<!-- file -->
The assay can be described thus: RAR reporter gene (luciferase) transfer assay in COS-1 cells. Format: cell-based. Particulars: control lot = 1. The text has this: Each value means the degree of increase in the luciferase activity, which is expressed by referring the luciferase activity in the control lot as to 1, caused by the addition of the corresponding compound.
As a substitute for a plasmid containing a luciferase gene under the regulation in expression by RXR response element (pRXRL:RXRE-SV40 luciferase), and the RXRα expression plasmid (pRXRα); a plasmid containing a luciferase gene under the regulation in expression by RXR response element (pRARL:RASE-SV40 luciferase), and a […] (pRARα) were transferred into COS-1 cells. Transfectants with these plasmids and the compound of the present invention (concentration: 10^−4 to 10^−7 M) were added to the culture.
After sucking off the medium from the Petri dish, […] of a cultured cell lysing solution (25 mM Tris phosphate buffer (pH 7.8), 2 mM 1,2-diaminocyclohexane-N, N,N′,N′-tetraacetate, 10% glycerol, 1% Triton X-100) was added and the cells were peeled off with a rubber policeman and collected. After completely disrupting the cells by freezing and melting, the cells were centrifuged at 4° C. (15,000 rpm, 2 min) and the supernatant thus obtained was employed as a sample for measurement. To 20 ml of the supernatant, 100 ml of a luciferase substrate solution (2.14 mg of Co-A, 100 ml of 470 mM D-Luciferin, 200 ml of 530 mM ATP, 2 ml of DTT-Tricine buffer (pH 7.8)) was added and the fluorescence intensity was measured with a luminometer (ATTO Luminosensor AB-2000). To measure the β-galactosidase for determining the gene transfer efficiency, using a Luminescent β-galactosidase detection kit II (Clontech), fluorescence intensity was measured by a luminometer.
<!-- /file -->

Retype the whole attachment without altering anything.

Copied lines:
The assay can be described thus: RAR reporter gene (luciferase) transfer assay in COS-1 cells. Format: cell-based. Particulars: control lot = 1. The text has this: Each value means the degree of increase in the luciferase activity, which is expressed by referring the luciferase activity in the control lot as to 1, caused by the addition of the corresponding compound.
As a substitute for a plasmid containing a luciferase gene under the regulation in expression by RXR response element (pRXRL:RXRE-SV40 luciferase), and the RXRα expression plasmid (pRXRα); a plasmid containing a luciferase gene under the regulation in expression by RXR response element (pRARL:RASE-SV40 luciferase), and a […] (pRARα) were transferred into COS-1 cells. Transfectants with these plasmids and the compound of the present invention (concentration: 10^−4 to 10^−7 M) were added to the culture.
After sucking off the medium from the Petri dish, […] of a cultured cell lysing solution (25 mM Tris phosphate buffer (pH 7.8), 2 mM 1,2-diaminocyclohexane-N, N,N′,N′-tetraacetate, 10% glycerol, 1% Triton X-100) was added and the cells were peeled off with a rubber policeman and collected. After completely disrupting the cells by freezing and melting, the cells were centrifuged at 4° C. (15,000 rpm, 2 min) and the supernatant thus obtained was employed as a sample for measurement. To 20 ml of the supernatant, 100 ml of a luciferase substrate solution (2.14 mg of Co-A, 100 ml of 470 mM D-Luciferin, 200 ml of 530 mM ATP, 2 ml of DTT-Tricine buffer (pH 7.8)) was added and the fluorescence intensity was measured with a luminometer (ATTO Luminosensor AB-2000). To measure the β-galactosidase for determining the gene transfer efficiency, using a Luminescent β-galactosidase detection kit II (Clontech), fluorescence intensity was measured by a luminometer.